Learnings from Real World Evidence of Faricimab in nAMD and DME: Part 2

Opinion
Video

Arshad M. Khanani, MD, MA, FASRS, highlights the fluid resolution with faricimab and the need for loading doses, especially in high-needs switch patients with nAMD or DME.

Arshad M. Khanani, MD, MA, FASRS: What is learning No. 3? We’re using a Notal OCT [optical coherence tomography] analyzer for fluid quantification in [the] TRUCKEE study to really quantify the fluid and it’s showing that faricimab offers advantages in improving fluid status of patients with neovascular AMD [age-related macular degeneration; nAMD]. We also know that [the] majority [of] but not all faricimab-treated patients will improve after 1 injection and loading may be necessary. I’ll share some data on that with you. And then in high-need switch patients, loading may continue to improve anatomy.

So, let’s look at some of the data from [the] TRUCKEE substudy. This is fluid quantification after 1 faricimab injection. We have 262 eyes, and you can see there is an improvement of almost 120 nL of fluid after 1 injection and 72% of eyes showed improvement in fluid after 1 injection. And when you look at naïve as well as aflibercept-treated patients, you can see that anywhere from 60% to 70% of patients had improvement after 1 injection and keeping in mind the interval before and after is comparable when we’re looking at the switch patients from aflibercept. Here [are] the data which [show] change in fluid volume with successive faricimab treatment so you can see that the fluid status continues to improve as we continue to treat. One thing to notice that after the 3 loading doses you can see the interval of treatment is increasing while the fluid continues to decrease, really highlighting that we can control disease very well with faricimab as well as we’re able to extend treatment intervals.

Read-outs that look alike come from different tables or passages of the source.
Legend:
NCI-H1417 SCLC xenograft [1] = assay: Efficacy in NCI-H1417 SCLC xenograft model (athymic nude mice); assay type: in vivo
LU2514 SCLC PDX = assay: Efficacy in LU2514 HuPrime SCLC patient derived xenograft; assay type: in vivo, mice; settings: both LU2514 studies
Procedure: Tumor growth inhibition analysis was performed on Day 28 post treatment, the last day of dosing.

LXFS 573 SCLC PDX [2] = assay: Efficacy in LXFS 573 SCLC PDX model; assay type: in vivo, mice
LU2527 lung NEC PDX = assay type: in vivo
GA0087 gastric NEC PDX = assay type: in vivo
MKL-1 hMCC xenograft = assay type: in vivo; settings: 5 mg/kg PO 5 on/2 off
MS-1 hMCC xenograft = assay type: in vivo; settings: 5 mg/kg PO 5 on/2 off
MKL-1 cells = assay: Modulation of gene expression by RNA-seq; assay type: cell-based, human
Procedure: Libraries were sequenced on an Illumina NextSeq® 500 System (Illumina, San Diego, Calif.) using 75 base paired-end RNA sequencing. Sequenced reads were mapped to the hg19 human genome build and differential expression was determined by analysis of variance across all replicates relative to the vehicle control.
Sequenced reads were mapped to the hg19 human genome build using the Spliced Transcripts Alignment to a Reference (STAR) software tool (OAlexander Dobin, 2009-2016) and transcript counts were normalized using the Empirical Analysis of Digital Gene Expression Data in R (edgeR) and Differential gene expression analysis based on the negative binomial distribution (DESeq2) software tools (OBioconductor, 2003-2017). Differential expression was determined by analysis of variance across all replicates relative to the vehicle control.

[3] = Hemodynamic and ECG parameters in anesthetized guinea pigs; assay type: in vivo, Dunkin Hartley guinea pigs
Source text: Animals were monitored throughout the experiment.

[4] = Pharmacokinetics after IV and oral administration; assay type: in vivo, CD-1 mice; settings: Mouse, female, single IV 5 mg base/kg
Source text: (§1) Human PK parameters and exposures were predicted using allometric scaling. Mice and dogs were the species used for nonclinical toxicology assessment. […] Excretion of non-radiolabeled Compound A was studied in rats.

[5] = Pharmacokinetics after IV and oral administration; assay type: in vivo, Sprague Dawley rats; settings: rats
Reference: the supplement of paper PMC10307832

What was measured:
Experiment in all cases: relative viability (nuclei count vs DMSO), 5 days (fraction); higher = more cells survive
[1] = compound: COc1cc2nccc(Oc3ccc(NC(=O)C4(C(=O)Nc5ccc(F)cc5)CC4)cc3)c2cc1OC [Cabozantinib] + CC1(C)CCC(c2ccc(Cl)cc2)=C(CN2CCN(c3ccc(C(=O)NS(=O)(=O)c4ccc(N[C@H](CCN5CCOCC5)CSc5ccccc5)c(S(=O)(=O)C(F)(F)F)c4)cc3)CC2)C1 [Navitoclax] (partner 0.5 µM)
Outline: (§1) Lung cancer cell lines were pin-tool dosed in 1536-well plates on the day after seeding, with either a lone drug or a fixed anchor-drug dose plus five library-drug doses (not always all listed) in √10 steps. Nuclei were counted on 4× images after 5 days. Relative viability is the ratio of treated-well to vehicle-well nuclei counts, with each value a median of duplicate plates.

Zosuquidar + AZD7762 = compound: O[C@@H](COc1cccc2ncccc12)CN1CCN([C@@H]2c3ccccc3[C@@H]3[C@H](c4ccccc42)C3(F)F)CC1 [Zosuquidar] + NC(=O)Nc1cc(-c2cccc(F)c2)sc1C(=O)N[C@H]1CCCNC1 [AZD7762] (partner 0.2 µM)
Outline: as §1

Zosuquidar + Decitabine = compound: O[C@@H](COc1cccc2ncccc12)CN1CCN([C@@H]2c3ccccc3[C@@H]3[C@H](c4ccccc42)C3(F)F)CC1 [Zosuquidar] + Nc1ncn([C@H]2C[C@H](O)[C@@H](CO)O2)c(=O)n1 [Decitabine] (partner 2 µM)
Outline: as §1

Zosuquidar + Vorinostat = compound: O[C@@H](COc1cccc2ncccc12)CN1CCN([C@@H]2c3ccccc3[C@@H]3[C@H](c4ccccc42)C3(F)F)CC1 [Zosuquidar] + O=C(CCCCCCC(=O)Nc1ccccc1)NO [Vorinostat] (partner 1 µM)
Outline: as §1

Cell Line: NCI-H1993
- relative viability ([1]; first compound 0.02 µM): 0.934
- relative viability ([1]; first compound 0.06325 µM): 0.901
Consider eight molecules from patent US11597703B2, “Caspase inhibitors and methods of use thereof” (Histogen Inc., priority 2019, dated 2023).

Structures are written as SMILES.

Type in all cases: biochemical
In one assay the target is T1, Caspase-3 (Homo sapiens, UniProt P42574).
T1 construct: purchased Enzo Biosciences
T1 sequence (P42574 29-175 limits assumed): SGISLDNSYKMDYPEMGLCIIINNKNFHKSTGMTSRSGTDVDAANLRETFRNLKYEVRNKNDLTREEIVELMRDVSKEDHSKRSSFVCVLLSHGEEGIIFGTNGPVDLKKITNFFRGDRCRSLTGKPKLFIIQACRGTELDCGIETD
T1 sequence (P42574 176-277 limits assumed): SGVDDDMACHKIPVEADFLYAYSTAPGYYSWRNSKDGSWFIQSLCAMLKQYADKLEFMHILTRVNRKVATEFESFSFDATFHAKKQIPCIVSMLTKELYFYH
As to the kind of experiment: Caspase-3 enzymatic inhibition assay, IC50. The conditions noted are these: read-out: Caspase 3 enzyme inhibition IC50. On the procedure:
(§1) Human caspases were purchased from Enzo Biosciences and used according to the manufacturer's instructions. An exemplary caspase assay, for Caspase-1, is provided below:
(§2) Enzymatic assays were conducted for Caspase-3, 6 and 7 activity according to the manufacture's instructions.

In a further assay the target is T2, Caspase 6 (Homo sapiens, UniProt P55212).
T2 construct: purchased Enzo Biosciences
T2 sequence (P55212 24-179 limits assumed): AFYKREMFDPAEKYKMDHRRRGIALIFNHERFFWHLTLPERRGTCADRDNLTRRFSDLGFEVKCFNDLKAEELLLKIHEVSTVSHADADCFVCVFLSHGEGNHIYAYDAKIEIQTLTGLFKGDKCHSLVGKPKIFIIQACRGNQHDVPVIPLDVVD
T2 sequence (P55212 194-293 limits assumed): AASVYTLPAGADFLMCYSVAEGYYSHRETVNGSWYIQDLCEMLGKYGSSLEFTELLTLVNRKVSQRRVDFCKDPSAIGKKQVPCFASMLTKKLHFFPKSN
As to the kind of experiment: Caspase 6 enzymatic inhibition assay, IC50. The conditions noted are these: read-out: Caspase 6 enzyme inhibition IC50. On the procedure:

So based on this learning, I’m loading most of my patients that I’m switching that had fluid at baseline so that we can have better control and ability to extend treatment interval because Ang-2 inhibition on top of VEGF-A inhibition may take some time to work in some patients. This is an example of a patient from the Notal substudy from TRUCKEE, the fluid quantification, and here you see near full resolution of a high-need patient with subretinal fluid. Patient was treated with 8 [injections of] ranibizumab and 15 [injections of] aflibercept, and you can see there’s a significant amount of fluid that resolves after a single injection of faricimab. This is a patient, it’s interesting, [who] had significant improvement but not complete resolution after 1 injection. This patient was receiving aflibercept in the past; we increased the aflibercept to 2× to 4 mg, still had persistent fluid highlighted in green, and after 1 injection of faricimab you’re able to see significant improvement. This may highlight that just increasing the dose of VEGF-A may not help the patients [who] are high-need; we may need another mechanism of action, which we have in faricimab in terms of Ang-2 inhibition.